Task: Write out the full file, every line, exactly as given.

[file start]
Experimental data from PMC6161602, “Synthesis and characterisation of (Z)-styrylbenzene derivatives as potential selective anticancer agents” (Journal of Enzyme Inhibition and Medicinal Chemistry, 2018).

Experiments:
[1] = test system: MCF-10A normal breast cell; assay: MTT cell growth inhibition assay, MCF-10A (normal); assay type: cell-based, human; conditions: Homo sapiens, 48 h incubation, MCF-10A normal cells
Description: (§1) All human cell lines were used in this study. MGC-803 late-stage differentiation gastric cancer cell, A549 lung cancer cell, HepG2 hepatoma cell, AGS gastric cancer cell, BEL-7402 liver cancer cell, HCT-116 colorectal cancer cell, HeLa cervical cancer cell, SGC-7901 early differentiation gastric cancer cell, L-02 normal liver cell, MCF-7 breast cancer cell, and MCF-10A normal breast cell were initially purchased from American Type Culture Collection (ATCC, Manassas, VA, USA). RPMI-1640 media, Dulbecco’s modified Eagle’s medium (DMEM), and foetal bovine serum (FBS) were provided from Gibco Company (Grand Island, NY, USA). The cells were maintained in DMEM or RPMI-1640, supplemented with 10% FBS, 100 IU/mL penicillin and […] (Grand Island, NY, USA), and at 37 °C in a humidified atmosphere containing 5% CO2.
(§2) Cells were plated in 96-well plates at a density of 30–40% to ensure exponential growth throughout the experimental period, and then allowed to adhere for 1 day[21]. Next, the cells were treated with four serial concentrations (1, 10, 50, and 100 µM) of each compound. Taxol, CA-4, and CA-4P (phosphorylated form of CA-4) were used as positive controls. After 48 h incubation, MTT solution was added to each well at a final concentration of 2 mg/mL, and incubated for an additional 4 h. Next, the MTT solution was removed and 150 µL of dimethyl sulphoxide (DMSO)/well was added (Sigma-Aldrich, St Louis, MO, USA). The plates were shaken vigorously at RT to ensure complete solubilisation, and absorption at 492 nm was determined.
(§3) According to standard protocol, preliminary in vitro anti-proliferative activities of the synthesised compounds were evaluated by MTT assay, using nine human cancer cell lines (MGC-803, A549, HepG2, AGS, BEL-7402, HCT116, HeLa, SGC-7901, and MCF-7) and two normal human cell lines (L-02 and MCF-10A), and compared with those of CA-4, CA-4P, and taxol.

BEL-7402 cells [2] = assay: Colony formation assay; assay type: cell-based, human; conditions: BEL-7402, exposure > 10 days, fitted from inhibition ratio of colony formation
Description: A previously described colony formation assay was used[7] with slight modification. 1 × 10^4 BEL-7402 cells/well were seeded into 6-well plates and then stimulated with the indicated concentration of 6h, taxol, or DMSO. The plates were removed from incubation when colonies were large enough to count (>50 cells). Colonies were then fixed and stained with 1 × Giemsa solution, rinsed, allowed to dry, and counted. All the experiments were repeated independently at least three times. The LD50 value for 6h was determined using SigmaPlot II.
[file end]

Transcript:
Experimental data from PMC6161602, “Synthesis and characterisation of (Z)-styrylbenzene derivatives as potential selective anticancer agents” (Journal of Enzyme Inhibition and Medicinal Chemistry, 2018).

Experiments:
[1] = test system: MCF-10A normal breast cell; assay: MTT cell growth inhibition assay, MCF-10A (normal); assay type: cell-based, human; conditions: Homo sapiens, 48 h incubation, MCF-10A normal cells
Description: (§1) All human cell lines were used in this study. MGC-803 late-stage differentiation gastric cancer cell, A549 lung cancer cell, HepG2 hepatoma cell, AGS gastric cancer cell, BEL-7402 liver cancer cell, HCT-116 colorectal cancer cell, HeLa cervical cancer cell, SGC-7901 early differentiation gastric cancer cell, L-02 normal liver cell, MCF-7 breast cancer cell, and MCF-10A normal breast cell were initially purchased from American Type Culture Collection (ATCC, Manassas, VA, USA). RPMI-1640 media, Dulbecco’s modified Eagle’s medium (DMEM), and foetal bovine serum (FBS) were provided from Gibco Company (Grand Island, NY, USA). The cells were maintained in DMEM or RPMI-1640, supplemented with 10% FBS, 100 IU/mL penicillin and […] (Grand Island, NY, USA), and at 37 °C in a humidified atmosphere containing 5% CO2.
(§2) Cells were plated in 96-well plates at a density of 30–40% to ensure exponential growth throughout the experimental period, and then allowed to adhere for 1 day[21]. Next, the cells were treated with four serial concentrations (1, 10, 50, and 100 µM) of each compound. Taxol, CA-4, and CA-4P (phosphorylated form of CA-4) were used as positive controls. After 48 h incubation, MTT solution was added to each well at a final concentration of 2 mg/mL, and incubated for an additional 4 h. Next, the MTT solution was removed and 150 µL of dimethyl sulphoxide (DMSO)/well was added (Sigma-Aldrich, St Louis, MO, USA). The plates were shaken vigorously at RT to ensure complete solubilisation, and absorption at 492 nm was determined.
(§3) According to standard protocol, preliminary in vitro anti-proliferative activities of the synthesised compounds were evaluated by MTT assay, using nine human cancer cell lines (MGC-803, A549, HepG2, AGS, BEL-7402, HCT116, HeLa, SGC-7901, and MCF-7) and two normal human cell lines (L-02 and MCF-10A), and compared with those of CA-4, CA-4P, and taxol.

BEL-7402 cells [2] = assay: Colony formation assay; assay type: cell-based, human; conditions: BEL-7402, exposure > 10 days, fitted from inhibition ratio of colony formation
Description: A previously described colony formation assay was used[7] with slight modification. 1 × 10^4 BEL-7402 cells/well were seeded into 6-well plates and then stimulated with the indicated concentration of 6h, taxol, or DMSO. The plates were removed from incubation when colonies were large enough to count (>50 cells). Colonies were then fixed and stained with 1 × Giemsa solution, rinsed, allowed to dry, and counted. All the experiments were repeated independently at least three times. The LD50 value for 6h was determined using SigmaPlot II.